Reproduction of shrimp does occur in some systems, but this is uncommon. The shrimp that are in the EcoSphere have purposely been chosen because they do not reproduce excessively; the environment cannot support too many shrimp.

The algae and bacteria in the EcoSphere continuously reproduce. In fact, as time goes by, you can expect changes in the algae population in your EcoSphere. The oldest EcoSpheres have blue-green algae as the main type of organism.

What do the Shrimp Eat?

The shrimp eat algae and bacteria. If you watch them closely, you will see them feeding on the algae and picking bacteria off the walls of the sphere. They also eat their own shed exoskeletons. Nothing goes to waste!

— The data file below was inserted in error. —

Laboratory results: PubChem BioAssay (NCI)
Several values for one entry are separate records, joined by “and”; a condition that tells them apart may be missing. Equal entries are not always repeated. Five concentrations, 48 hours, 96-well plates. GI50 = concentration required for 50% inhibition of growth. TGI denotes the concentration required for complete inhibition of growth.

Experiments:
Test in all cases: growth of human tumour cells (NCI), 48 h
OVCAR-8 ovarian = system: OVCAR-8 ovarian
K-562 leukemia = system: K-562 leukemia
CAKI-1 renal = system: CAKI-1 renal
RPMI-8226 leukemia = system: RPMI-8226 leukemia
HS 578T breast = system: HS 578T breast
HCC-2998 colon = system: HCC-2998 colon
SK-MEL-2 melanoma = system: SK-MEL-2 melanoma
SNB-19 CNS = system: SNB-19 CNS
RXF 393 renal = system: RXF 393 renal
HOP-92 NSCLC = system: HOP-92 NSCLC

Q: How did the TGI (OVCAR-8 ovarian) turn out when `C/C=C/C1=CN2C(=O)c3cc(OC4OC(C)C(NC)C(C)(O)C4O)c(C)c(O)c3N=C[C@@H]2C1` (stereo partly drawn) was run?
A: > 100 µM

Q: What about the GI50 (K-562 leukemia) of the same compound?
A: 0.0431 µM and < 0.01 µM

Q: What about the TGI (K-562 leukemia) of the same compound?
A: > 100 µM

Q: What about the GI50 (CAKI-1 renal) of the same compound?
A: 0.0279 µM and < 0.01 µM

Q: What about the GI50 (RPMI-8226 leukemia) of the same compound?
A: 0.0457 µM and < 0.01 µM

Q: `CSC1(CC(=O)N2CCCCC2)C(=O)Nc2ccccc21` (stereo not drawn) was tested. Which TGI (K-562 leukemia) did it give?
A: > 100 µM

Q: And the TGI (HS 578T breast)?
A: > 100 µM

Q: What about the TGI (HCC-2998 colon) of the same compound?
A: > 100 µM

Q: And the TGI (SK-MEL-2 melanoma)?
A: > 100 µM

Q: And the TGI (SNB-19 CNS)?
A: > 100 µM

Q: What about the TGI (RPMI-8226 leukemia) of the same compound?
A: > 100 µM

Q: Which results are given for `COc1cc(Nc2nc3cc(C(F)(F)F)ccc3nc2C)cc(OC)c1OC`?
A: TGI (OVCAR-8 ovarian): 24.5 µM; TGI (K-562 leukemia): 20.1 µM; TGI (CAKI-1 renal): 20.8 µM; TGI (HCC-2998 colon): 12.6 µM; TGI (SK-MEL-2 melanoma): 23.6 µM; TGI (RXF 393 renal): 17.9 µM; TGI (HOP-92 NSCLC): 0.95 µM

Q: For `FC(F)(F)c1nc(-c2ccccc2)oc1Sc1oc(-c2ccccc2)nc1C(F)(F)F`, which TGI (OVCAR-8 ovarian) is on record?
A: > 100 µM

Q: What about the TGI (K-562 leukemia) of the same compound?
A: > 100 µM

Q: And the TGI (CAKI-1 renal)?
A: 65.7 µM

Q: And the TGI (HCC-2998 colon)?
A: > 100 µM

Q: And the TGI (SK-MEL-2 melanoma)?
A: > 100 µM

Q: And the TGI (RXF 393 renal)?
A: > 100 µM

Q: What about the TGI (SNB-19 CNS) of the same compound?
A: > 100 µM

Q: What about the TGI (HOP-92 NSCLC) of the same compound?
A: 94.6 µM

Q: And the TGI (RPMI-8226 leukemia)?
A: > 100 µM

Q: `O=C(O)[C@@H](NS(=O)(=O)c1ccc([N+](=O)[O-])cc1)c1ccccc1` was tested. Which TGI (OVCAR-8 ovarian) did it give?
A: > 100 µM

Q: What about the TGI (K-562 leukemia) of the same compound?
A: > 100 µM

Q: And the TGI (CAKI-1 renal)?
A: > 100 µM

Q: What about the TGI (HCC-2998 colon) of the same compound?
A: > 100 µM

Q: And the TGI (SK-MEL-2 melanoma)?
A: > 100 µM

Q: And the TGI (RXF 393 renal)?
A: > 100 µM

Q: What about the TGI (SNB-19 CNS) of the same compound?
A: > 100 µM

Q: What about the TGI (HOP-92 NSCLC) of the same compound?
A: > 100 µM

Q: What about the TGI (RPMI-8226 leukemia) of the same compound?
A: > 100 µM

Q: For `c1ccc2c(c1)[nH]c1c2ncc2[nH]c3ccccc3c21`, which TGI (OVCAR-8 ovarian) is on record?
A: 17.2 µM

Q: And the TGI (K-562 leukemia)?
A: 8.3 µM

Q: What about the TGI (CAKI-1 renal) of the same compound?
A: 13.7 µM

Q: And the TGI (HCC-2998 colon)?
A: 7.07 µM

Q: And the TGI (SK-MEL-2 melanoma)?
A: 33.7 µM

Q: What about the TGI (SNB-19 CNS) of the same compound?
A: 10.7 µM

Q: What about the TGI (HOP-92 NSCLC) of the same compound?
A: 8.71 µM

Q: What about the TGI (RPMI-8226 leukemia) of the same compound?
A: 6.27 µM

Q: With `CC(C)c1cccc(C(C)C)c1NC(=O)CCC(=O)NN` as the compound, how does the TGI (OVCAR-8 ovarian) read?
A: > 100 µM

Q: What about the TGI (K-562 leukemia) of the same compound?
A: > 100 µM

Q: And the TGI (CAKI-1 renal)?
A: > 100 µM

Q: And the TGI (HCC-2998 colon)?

What is in the EcoSphere?

Along with shrimp, there is algae and filtered sea water. The EcoSphere also contains gorgonia (the non-living, branch like material) and gravel as a part of the working ecosystem. The gorgonian and gravel are a hiding place for the microorganisms- a place where they can not be eaten by the shrimp. All other areas in the water are accessible by the animals. By having more surface area for the bacteria to grow on, the eco-system has the ability to break down more of the waste materials.

Guidelines for EcoSphere Care

As you open your new EcoSphere, please take notice of the amount of green algae. This initial quantity of algae is the amount you always want in your EcoSphere. Keep your EcoSphere at temperatures between 60 and 85 degrees Fahrenheit (15C-25C). Temperatures above 85 degrees put excess stress on the shrimp, and temperatures below 60 slow down the metabolism of the shrimp. Do not let the temperature fluctuate erratically. Do not place your EcoSphere on televisions, stereo equipment, fireplace mantles, or near heating radiators and vents.